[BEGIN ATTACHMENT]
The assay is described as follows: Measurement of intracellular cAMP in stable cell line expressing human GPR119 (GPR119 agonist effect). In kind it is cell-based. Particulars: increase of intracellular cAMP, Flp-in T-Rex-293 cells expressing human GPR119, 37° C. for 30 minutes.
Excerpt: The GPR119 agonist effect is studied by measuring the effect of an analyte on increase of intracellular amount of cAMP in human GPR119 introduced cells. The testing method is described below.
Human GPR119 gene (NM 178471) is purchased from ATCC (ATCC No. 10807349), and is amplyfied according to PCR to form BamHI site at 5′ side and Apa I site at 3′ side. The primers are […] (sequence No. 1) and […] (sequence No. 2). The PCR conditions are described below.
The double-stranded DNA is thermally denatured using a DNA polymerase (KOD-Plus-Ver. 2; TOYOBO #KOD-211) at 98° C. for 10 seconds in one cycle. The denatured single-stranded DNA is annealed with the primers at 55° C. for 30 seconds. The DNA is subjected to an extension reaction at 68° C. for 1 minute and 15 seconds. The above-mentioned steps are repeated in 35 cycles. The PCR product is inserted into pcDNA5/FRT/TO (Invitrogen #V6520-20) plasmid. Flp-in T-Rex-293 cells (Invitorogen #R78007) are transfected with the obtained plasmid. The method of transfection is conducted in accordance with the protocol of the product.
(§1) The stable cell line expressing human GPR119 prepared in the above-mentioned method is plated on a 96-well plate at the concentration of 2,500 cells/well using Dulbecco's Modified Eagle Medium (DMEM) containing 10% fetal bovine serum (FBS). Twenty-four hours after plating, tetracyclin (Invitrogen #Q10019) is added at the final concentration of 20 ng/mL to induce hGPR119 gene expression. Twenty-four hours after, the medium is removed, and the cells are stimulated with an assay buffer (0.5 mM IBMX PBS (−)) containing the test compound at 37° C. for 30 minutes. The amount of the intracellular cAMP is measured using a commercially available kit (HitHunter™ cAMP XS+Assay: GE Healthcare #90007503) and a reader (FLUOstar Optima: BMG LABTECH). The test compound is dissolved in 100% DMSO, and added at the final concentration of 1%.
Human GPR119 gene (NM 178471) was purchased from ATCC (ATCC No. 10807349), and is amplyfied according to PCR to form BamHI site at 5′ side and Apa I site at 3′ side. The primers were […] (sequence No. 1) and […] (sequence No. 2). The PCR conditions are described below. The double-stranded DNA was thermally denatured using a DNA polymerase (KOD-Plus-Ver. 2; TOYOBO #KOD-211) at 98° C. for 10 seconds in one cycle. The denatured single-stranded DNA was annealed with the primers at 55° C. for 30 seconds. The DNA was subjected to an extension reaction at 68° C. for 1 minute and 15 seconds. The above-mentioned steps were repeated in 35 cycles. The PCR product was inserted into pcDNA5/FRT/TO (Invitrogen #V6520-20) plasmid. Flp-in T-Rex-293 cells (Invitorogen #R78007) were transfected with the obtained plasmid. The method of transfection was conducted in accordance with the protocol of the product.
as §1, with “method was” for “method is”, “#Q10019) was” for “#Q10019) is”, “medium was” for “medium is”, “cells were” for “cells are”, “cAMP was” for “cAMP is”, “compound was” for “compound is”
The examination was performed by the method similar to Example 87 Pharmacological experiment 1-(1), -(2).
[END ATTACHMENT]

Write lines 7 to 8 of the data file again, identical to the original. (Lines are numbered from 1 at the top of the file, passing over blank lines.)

as §1, with “method was” for “method is”, “#Q10019) was” for “#Q10019) is”, “medium was” for “medium is”, “cells were” for “cells are”, “cAMP was” for “cAMP is”, “compound was” for “compound is”
The examination was performed by the method similar to Example 87 Pharmacological experiment 1-(1), -(2).